Taylor Lilley has worked in security and recruitment, but nowhere has he felt as at home as London’s Orbital Comics, where he can now be found connecting comics lovers with the titles they’ll enjoy. He regularly contributes to the weekly Orbiting Pod podcast, interviews creators, and reviews comics, while secretly crafting a second career as an enigmatic author of “serious” literature. By which he means comics. He can be found on Twitter @capelessT, and you can find the Orbiting Pod at http://www.orbitalcomics.com/podcast/
In this article pop culture king and all round wicked guy Taylor Lilley describes his experience of the Malta Comic Con 2011:
“Beautiful Mediterranean island + comics = big fun! The Malta Comic Con experience was only my second con, the first being Kapow, and though Kapow was a hoot, Malta was better. Partly this is because I was staying in the hotel with all the creators, and got to have numerous wine or coffee fuelled conversations with them, something I imagine isn’t possible at Kapow without serious persistence, a relaxed attitude to privacy laws, and anti-steward spray! But partly this is because Malta is animated by serious enthusiasm for comics, in all their forms.
Held in an old armoury, the main entrance being stairs designed to be mounted by knights on horseback, atmosphere was built-in to the setting. But beyond being a beautiful venue for an artistic gathering, the choice of site showed that MCC is designed to add to Malta’s cultural wealth rather than distract from it, as it was impossible to visit without becoming curious about the surrounding buildings, the conflicts that have shaped the island, and the rich history of Malta itself.
This added a dimension to the convention, which presented an inspired range of comic genres and representatives from multiple nations. I was ashamed to have been unaware of the manga-derived work Sweatdrop Studios are doing in my own country, and found it fascinating to view their works (and buy their very cheap prints and sketches) alongside more traditional superhero fare from fellow countrymen Jon Haward and David Lloyd, or the American institution Michael Golden. MCC’s true gift is to unite big names like these with small-press self-publishing creators from France, Italy, Cyprus, and, yes, Malta!
The Malta week-end re-affirmed my belief that whatever your preference, be it for superheroes, spies, fairytales, vampires, action, or more introspective, expressive works, there’s just something about words and pictures together that speaks to everyone! All of which was brought into focus through a series of panels where we had the rare opportunity to hear from a charismatic Maltese scholar of comics; Dr. Gorg Mallia alongside veterans of the Big Two publishers, discussing everything from comics in education to the impact of digital availability of the form. It was evident that the organisers of this convention, unlike those of some of the larger, more US-focused conventions, were enthused about the full range of comics’ capabilities, and determined to explore them all with the attendees. The convention crowd seemed receptive to this too, it’s overwhelming youth showing that Malta’s next generation is artistically minded, eager to learn and to create. This is a lovely counterpoint to some other cons, which sometimes fail to convey the excitement of comics to youngsters, and are instead populated by jaded older generations of comics fans!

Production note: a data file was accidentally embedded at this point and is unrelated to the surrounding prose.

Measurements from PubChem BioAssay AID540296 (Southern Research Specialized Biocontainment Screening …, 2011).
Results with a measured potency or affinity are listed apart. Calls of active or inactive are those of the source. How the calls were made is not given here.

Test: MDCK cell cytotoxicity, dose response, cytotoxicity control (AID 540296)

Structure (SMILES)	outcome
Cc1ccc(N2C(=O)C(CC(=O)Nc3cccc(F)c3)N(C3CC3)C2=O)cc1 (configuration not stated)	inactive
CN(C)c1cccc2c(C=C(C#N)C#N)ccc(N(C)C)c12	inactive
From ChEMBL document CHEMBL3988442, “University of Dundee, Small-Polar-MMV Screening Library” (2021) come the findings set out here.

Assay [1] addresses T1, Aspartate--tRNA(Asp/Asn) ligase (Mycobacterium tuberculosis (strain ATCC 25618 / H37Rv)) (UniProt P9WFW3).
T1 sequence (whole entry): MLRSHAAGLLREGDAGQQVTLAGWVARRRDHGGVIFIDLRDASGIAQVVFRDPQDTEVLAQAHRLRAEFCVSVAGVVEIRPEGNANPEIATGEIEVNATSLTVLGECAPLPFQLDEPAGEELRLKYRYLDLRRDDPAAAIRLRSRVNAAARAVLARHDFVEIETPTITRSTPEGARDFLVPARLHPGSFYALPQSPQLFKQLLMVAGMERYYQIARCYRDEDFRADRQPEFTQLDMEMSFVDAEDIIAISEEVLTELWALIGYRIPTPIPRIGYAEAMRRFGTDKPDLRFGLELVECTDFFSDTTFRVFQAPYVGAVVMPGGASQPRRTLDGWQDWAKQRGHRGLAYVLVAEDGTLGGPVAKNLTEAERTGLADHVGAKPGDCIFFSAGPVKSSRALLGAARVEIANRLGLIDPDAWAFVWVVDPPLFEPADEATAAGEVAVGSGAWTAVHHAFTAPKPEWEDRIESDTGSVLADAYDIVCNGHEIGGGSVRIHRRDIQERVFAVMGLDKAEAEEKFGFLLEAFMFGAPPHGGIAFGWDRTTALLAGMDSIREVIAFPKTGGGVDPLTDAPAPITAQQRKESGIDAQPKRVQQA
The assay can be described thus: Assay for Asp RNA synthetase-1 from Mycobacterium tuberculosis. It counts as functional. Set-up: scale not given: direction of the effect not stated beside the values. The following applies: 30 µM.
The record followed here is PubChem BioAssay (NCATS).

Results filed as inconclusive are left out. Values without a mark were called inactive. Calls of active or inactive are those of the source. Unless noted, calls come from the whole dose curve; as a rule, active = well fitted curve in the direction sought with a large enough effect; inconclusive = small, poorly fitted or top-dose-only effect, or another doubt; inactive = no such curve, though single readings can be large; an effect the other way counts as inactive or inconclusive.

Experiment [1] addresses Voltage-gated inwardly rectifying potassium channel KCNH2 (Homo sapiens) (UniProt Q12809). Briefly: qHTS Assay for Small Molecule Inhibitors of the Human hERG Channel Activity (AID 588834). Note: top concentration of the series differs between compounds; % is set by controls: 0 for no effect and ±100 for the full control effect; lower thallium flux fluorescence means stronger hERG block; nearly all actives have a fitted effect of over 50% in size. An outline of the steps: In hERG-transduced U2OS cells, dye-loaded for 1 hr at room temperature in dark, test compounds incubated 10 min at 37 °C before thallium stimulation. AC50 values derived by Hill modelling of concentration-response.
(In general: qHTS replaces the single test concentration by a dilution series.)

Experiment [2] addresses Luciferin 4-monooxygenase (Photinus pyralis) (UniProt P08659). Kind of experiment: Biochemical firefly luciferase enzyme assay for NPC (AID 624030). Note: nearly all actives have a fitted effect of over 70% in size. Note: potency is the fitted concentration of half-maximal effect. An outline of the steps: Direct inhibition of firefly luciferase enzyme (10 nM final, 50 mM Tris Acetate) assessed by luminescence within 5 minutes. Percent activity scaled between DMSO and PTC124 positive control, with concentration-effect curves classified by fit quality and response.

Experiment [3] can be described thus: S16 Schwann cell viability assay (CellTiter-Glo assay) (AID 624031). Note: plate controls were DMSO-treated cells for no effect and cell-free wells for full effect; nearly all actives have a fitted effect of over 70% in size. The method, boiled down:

The sheer range of Maltese fare available was mind-blowing, from the remarkable Steampunk stylings of the Pilot anthology (created by a group of talented and ambitious young women) to the grittier, more adult work coming from WICKED COMICS, through many weird and wonderful portfolios in-between. Whatever the work being produced, the common thread linking all these artists was their dedication to the comic medium as a way of telling stories and inspiring thought. This openness of approach extended to the hosting of the con, which I could only describe as like being adopted by Malta for a week-end. No question was too trivial, to request impossible, despite the mountain of man-hours these folks put into organising the show. I still think warmly of the reception I got in Malta, and wish that a little more of that family spirit was evident in the British comics community. Hopefully, since I’ve subjected every artist and writer I’ve met since my return to a litany of Malta-love, MCC will be able to infuse more and more creators with it’s goodwill this year, and every subsequent year.
I came back to a rainy UK feeling challenged, that the talent and dedication on display at MCC forced me to ask myself what stories I wanted to tell, and what I could do to get them told. I can’t wait to go this year, and soak up the creative energy all over again!”
Wicked Comics would like to thank Taylor Lilley for his kind words and assure the public that no bribes other than those of a lewd nature where offered to Taylor in return for his article.